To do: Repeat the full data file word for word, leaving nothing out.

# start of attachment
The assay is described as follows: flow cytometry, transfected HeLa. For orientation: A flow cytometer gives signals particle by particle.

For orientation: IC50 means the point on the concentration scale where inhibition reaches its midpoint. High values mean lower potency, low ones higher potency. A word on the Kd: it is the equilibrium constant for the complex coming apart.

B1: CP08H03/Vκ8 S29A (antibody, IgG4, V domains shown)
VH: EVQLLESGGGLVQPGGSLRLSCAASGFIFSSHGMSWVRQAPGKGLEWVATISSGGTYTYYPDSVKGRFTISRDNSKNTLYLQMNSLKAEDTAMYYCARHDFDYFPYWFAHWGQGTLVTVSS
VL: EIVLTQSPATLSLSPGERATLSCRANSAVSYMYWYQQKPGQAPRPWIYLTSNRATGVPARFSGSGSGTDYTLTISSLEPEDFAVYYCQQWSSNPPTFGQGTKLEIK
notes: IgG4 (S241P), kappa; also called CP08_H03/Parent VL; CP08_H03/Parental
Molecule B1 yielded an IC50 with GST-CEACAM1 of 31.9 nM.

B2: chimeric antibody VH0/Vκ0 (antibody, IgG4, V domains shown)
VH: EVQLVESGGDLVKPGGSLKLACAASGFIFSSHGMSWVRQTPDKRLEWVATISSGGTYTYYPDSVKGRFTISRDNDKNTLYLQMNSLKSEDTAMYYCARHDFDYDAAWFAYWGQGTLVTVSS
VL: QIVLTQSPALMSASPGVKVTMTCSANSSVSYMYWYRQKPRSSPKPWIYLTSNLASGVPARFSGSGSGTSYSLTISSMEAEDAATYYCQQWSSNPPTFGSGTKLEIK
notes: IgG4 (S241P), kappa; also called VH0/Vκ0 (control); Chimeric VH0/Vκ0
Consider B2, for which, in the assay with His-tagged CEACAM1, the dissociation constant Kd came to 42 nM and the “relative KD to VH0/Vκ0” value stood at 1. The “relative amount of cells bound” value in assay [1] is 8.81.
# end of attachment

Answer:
The assay is described as follows: flow cytometry, transfected HeLa. For orientation: A flow cytometer gives signals particle by particle.

For orientation: IC50 means the point on the concentration scale where inhibition reaches its midpoint. High values mean lower potency, low ones higher potency. A word on the Kd: it is the equilibrium constant for the complex coming apart.

B1: CP08H03/Vκ8 S29A (antibody, IgG4, V domains shown)
VH: EVQLLESGGGLVQPGGSLRLSCAASGFIFSSHGMSWVRQAPGKGLEWVATISSGGTYTYYPDSVKGRFTISRDNSKNTLYLQMNSLKAEDTAMYYCARHDFDYFPYWFAHWGQGTLVTVSS
VL: EIVLTQSPATLSLSPGERATLSCRANSAVSYMYWYQQKPGQAPRPWIYLTSNRATGVPARFSGSGSGTDYTLTISSLEPEDFAVYYCQQWSSNPPTFGQGTKLEIK
notes: IgG4 (S241P), kappa; also called CP08_H03/Parent VL; CP08_H03/Parental
Molecule B1 yielded an IC50 with GST-CEACAM1 of 31.9 nM.

B2: chimeric antibody VH0/Vκ0 (antibody, IgG4, V domains shown)
VH: EVQLVESGGDLVKPGGSLKLACAASGFIFSSHGMSWVRQTPDKRLEWVATISSGGTYTYYPDSVKGRFTISRDNDKNTLYLQMNSLKSEDTAMYYCARHDFDYDAAWFAYWGQGTLVTVSS
VL: QIVLTQSPALMSASPGVKVTMTCSANSSVSYMYWYRQKPRSSPKPWIYLTSNLASGVPARFSGSGSGTSYSLTISSMEAEDAATYYCQQWSSNPPTFGSGTKLEIK
notes: IgG4 (S241P), kappa; also called VH0/Vκ0 (control); Chimeric VH0/Vκ0
Consider B2, for which, in the assay with His-tagged CEACAM1, the dissociation constant Kd came to 42 nM and the “relative KD to VH0/Vκ0” value stood at 1. The “relative amount of cells bound” value in assay [1] is 8.81.